The Need for Empathy
This employee retention speaker and employee retention author recently read an article in the Wall Street Journal titled “Is the Office any Place for Empathy.” Essentially, it was about a human resource person who was fired because she had too much empathy for people. I guess anything IS a possibility…but really? An HR person with TOO MUCH empathy. Unfortunately, during my career as a human resource leader, I didn’t see enough empathy from leaders in general in organizations. In fact, many times I saw no empathy at all. And, it got worse in the years I spent in human resources as we became more cut throat and purely bottom line driven.
When I hear comments like this one in the WSJ it is no wonder that organizations have an issue with employee retention. We are dealing with people, not machines or with robots. When you show little or no empathy, people feel like a piece of meat. When that feeling pervades an organization, how many people will have ANY loyalty towards an employer? Empathy is part of being human and if that is not going to be the case then perhaps we should rename “human” resources “Number Relations” or “Raw Meat Relations” or some such name. At least people would know where they stand when they walk into an organization.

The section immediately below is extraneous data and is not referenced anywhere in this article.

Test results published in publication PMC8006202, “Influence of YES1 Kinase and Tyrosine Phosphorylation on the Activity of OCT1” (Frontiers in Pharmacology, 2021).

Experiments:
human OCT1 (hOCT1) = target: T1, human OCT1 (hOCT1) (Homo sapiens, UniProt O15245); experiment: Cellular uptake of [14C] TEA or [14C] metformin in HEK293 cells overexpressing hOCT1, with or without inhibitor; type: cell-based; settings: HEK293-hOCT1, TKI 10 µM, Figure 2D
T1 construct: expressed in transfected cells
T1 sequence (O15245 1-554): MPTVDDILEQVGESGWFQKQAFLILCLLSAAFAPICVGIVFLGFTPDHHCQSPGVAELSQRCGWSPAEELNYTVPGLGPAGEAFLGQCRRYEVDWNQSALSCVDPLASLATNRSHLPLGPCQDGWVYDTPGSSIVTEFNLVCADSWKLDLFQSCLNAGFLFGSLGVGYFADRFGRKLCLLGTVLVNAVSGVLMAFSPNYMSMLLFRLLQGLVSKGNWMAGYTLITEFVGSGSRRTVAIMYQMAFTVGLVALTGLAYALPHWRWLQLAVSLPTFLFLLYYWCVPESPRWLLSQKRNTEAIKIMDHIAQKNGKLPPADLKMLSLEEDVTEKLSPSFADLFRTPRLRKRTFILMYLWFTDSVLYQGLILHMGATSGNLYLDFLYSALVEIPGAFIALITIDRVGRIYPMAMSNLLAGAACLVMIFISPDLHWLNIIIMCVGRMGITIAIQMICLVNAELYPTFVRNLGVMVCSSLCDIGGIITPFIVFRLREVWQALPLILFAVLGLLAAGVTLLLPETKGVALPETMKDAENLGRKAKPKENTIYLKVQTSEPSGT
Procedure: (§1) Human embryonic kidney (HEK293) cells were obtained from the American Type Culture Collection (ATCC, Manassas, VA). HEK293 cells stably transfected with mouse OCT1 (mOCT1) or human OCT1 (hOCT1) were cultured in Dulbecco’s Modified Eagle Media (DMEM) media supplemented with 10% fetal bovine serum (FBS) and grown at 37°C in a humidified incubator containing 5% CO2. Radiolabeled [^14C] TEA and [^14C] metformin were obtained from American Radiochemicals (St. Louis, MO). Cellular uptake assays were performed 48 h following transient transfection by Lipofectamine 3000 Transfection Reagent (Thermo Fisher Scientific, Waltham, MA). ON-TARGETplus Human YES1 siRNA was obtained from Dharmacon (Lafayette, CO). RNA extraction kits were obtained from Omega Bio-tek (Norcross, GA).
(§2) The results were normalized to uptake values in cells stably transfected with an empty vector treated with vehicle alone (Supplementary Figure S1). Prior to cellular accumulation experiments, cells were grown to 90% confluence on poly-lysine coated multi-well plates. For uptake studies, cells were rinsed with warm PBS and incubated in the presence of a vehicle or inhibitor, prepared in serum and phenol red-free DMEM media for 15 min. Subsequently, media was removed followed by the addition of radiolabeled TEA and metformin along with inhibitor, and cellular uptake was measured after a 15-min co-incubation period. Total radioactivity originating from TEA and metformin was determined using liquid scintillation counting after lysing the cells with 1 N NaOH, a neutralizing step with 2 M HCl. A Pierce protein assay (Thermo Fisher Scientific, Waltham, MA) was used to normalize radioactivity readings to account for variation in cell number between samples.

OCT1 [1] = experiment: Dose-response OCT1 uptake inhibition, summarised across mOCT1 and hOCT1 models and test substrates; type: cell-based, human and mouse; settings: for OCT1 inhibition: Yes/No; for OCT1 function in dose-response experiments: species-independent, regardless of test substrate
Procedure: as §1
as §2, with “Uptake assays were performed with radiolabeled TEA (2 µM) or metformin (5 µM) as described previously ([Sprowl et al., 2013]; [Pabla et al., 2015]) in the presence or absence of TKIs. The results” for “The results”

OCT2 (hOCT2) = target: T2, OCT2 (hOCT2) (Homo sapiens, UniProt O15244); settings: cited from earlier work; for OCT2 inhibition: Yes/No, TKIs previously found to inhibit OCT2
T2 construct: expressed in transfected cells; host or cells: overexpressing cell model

If the emerging generation of owners is like the one described in the article, organizations are going to have a real issue improving employee retention. People, particularly the millennials, expect to be treated with respect, dignity and not to be treated like a number. If owners and leaders do not get this, they put their organization in peril because when they can’t find enough people to staff their organization they will be out of business. The millennials will not tolerate being treated like “raw meat.” They will walk out the door at the drop of a hat if they are treated this way.
At some point, leaders need to recognize that the culture of an organization that has a healthy balance between people and results you will get loyalty as well as results. It’s easy to lack empathy. Everything is black and white without empathy, so decisions become easy. This employee retention trainer was always taught that the world wasn’t black and white. What will be black and white is that you will have a revolving door of talent if you don’t have empathy. When that revolving door puts you in a position where you can’t service your customers, you might want to start treating your people with some empathy.